6. Tom D says:

    Dave Clark (post 5):

    You say “I don’t see how someone earning $1,1 million is only paying 4.8%.”

    Those numbers ($1.1 million and 4.8%) appear nowhere in the article and nowhere in the paper linked from the article.

    Where did you get those numbers?

  7. AG says:

    No bias here folks, keep moving along. Nothing questionable about the information presented. Don’t you worry about the actual data, just trust us. The rich are evil and stealing from the middle class.

  8. Vincent Hanna says:

    Someone woke up on the wrong side of the bed this morning! AG has the grumpies. Great post though. It gives one ample evidence with which to question the piece and clearly proves without a doubt that the author despises rich people. You use sound reasoning and solid data to support your arguments. Keep up the great work Status Quo Defender!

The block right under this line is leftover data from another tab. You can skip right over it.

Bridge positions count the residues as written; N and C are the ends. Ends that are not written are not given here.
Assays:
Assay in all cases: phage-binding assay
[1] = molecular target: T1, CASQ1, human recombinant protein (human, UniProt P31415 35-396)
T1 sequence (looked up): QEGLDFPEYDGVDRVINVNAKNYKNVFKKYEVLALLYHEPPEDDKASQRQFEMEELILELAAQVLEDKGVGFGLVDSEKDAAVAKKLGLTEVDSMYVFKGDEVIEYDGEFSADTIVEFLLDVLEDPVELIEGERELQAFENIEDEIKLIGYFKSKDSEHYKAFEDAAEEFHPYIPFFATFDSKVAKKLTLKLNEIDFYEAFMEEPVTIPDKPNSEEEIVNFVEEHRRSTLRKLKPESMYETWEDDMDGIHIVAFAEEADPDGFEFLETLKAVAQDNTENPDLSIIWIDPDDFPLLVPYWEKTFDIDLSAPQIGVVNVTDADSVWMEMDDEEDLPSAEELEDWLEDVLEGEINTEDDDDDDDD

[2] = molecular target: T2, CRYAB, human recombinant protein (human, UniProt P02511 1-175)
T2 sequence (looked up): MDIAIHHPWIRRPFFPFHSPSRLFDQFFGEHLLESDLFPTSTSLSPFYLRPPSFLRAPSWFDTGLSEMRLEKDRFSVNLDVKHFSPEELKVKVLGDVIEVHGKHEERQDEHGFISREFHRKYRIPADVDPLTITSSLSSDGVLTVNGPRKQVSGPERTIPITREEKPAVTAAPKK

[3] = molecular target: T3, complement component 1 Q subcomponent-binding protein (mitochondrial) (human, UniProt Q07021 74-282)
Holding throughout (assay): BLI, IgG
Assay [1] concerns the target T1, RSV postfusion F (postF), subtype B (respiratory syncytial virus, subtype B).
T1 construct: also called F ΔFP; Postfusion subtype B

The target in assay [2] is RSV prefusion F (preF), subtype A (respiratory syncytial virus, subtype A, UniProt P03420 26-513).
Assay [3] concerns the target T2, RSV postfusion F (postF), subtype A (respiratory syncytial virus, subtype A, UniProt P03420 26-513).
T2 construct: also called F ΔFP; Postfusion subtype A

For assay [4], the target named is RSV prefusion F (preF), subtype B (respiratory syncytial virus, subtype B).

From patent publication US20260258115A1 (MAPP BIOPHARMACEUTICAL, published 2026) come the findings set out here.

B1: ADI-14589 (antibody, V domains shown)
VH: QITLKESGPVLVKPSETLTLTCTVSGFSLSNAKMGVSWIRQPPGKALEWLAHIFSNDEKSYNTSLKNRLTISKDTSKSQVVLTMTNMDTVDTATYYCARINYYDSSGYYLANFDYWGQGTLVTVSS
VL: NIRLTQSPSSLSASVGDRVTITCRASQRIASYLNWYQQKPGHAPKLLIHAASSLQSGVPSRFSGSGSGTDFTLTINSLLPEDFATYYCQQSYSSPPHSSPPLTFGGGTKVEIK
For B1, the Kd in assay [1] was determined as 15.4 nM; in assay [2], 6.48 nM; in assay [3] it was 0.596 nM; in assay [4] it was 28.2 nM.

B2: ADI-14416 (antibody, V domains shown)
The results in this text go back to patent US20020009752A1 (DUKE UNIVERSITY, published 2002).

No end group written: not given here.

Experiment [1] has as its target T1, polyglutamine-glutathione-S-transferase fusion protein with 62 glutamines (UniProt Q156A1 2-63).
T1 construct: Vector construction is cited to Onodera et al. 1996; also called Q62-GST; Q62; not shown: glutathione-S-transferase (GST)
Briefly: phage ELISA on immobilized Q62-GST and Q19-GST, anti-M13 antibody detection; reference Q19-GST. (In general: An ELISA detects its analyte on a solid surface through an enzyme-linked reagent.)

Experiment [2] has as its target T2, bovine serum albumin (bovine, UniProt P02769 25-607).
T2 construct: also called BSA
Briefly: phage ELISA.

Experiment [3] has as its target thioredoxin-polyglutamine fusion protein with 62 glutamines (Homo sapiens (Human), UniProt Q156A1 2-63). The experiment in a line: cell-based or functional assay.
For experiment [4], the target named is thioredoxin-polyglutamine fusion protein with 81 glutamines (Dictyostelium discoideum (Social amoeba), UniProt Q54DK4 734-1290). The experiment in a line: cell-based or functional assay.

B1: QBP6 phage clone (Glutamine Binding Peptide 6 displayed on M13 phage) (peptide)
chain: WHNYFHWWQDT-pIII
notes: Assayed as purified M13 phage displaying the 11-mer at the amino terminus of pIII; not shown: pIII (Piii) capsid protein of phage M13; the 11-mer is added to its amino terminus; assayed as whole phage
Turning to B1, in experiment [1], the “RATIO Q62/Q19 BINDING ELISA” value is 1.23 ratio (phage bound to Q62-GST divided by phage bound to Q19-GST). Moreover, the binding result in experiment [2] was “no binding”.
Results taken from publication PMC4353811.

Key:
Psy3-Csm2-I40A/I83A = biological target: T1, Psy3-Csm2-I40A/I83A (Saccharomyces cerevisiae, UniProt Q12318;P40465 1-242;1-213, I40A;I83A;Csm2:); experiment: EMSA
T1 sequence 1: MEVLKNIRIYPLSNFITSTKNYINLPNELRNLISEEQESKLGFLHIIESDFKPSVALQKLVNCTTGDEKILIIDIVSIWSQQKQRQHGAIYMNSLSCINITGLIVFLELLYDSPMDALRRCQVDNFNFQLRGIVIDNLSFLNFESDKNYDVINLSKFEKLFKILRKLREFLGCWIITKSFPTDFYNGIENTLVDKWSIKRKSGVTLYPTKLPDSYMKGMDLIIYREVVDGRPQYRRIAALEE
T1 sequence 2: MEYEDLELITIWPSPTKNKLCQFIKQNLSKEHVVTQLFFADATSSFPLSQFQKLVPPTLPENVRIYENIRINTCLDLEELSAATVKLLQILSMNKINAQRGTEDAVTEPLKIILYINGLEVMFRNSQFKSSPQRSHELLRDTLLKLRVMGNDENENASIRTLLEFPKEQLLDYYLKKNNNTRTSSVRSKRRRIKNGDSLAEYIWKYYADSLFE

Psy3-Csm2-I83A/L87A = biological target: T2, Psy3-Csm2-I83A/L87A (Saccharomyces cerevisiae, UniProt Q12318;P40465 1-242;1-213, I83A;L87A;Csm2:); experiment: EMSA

9. AG says:

    Vincent, I would have loved to, but they haven’t given us any data to argue with to begin with. I can’t even tell you what sources of taxes they use for their position on the topic. And lets be real, even if I did give data, you’d just tell me I’m a status quo defender who hates poor people. Which… is the response I got from you anyway. I just helped us skip to the end this way.